The shape of option implied volatility: a study based on market net demand pressure
Purpose–Due to disequilibrium between supply and demand in the option market, the option market-maker is under exposure to certain risks because of their net option positions. This paper aims to pay attention to whether the risk award affects the option price and the shape of implied volatility in the market-maker system. Design/methodology/approach–The paper first eliminates the part of implied volatility explained by underlying asset's stochastic volatility-jump price process, and second sorts out market investors' net demand data from TAIEX Options tick by tick deal data and then finally considers three market maker's risks – unhedgeable risk, capital constrain risk and asymmetric information risk, and how they affect implied volatility's level and slope. Findings–Through the research in the TAIEX Option market, the paper finds that, under unhedgeable risk, net demand pressure has a significant impact on implied volatility. Especially, unhedgeable risk due to underlying asset's stochastic volatility has the best explanation for implied volatility level, and unhedgeable risk due to underlying asset's jump can explain implied volatility slope to some extent. Capital constrain risk and asymmetric information risk have an insignificant impact on implied volatility. Research limitations/implications–The findings in this study suggest that the risk award affects the option price and the shape of implied volatility in the market-maker system and different risks have different effects on the level and slope of option implied volatility. Practical implications–This paper finds the influence factors of the option price in the market-maker system. It's useful for China's financial government and investors to learn the price tendency and regular pattern in the future China option market. Originality/value–This is the first time that a net demand pressure based option pricing model is used, which is derived by Garleanu, Pedersen and Poteshman, to study the TAIEX Options' implied volatility. And the paper improves the methods eliminating the part of implied volatility explained by underlying asset's stochastic volatility-jump price process.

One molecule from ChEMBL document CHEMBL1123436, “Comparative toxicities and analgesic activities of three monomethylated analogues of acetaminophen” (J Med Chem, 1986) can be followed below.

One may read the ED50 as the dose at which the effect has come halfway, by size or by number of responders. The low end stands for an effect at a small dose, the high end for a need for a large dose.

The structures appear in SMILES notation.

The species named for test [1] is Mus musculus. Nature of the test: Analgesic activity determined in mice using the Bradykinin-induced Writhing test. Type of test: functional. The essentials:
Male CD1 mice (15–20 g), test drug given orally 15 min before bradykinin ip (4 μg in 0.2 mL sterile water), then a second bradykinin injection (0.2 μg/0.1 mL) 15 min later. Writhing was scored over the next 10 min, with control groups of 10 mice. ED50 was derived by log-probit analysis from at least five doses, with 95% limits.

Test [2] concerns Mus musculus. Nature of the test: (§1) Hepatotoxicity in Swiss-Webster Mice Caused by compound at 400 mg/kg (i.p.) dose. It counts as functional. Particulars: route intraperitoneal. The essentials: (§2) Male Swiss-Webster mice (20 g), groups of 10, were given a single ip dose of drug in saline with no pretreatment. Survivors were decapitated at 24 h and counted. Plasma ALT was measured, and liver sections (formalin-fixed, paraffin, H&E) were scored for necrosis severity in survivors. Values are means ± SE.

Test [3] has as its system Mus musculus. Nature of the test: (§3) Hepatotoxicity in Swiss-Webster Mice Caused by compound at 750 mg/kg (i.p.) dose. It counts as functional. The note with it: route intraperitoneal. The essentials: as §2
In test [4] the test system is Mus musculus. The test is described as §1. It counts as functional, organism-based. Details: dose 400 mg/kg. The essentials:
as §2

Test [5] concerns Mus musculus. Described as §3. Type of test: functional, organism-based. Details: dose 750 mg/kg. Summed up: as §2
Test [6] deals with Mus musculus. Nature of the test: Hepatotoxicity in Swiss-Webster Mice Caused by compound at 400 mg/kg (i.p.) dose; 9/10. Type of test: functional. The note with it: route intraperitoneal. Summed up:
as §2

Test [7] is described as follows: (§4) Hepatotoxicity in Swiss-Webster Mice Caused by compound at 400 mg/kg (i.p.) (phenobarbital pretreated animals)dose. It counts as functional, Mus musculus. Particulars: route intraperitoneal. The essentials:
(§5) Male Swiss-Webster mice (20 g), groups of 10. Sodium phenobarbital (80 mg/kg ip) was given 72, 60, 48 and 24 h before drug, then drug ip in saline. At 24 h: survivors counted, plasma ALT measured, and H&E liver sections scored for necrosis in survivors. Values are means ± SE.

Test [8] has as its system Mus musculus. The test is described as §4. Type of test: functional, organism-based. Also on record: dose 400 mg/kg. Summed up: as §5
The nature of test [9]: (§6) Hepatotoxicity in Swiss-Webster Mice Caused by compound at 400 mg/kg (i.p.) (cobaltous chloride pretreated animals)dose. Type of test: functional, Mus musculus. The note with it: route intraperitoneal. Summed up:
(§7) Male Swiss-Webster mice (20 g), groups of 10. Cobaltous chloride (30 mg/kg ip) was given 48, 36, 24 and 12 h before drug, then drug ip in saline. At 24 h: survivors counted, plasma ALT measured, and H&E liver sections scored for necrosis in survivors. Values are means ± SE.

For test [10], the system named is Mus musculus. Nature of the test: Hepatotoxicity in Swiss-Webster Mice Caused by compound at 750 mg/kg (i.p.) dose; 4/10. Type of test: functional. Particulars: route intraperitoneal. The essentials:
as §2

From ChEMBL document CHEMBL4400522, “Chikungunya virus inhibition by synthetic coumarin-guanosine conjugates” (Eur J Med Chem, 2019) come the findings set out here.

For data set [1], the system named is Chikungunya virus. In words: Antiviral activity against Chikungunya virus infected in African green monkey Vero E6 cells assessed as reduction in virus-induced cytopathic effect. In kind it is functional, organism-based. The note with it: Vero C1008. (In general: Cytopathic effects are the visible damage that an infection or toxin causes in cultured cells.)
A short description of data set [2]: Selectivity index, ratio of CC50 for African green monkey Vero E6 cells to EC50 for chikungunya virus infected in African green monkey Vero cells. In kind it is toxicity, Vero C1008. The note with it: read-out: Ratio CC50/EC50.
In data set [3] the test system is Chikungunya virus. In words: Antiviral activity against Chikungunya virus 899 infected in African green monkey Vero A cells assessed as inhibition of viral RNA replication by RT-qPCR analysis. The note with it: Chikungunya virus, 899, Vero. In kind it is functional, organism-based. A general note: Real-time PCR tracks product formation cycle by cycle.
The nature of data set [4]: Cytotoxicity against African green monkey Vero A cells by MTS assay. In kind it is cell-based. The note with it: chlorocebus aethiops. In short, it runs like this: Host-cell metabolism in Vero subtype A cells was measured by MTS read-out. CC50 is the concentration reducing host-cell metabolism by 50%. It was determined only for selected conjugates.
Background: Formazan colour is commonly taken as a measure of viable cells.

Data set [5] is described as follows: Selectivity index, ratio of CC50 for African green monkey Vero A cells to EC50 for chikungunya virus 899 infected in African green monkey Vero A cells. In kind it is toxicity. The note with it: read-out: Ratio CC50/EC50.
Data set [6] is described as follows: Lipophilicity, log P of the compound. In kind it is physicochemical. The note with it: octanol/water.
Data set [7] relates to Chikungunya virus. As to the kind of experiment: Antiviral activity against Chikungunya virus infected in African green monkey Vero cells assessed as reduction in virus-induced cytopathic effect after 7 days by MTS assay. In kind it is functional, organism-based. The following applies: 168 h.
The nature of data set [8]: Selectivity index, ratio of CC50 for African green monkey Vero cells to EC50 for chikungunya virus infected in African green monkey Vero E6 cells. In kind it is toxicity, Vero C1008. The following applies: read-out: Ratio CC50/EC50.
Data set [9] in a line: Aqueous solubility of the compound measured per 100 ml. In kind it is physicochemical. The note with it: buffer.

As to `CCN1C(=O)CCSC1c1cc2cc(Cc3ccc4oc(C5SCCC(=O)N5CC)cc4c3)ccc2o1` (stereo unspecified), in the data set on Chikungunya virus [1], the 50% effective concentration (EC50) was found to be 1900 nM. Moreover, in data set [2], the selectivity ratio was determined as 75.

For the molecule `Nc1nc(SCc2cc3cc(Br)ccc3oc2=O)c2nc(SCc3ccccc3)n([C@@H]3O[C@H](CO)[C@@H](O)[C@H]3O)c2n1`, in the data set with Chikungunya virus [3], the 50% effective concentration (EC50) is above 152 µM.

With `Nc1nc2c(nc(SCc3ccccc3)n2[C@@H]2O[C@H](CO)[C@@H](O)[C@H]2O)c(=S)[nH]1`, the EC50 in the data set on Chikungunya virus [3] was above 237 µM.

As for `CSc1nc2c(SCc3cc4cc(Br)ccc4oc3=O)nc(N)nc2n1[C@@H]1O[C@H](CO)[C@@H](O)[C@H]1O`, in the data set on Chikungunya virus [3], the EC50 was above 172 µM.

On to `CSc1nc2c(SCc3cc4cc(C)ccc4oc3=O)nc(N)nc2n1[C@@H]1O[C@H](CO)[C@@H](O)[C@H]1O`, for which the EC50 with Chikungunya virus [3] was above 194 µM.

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Volume (Year): 2 (2012)
Issue (Month): 1 (February)
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References listed on IDEAS
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- Merton, Robert C., 1976.
"Option pricing when underlying stock returns are discontinuous,"
Journal of Financial Economics,
Elsevier, vol. 3(1-2), pages 125-144.
- Merton, Robert C., 1975. "Option pricing when underlying stock returns are discontinuous," Working papers 787-75., Massachusetts Institute of Technology (MIT), Sloan School of Management.
- Nicolae Garleanu & Lasse Heje Pedersen & Allen M. Poteshman, 2005.
"Demand-Based Option Pricing,"
NBER Working Papers
11843, National Bureau of Economic Research, Inc.
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- Carole Comerton-Forde & Terrence Hendershott & Charles M. Jones & Pamela C. Moulton & Mark S. Seasholes, 2010. "Time Variation in Liquidity: The Role of Market-Maker Inventories and Revenues," Journal of Finance, American Finance Association, vol. 65(1), pages 295-331, 02.
- Bates, David S, 1996. "Jumps and Stochastic Volatility: Exchange Rate Processes Implicit in Deutsche Mark Options," Review of Financial Studies, Society for Financial Studies, vol. 9(1), pages 69-107.
- Dennis, Patrick & Mayhew, Stewart, 2002. "Risk-Neutral Skewness: Evidence from Stock Options," Journal of Financial and Quantitative Analysis, Cambridge University Press, vol. 37(03), pages 471-493, September.
- Hull, John C & White, Alan D, 1987. " The Pricing of Options on Assets with Stochastic Volatilities," Journal of Finance, American Finance Association, vol. 42(2), pages 281-300, June.
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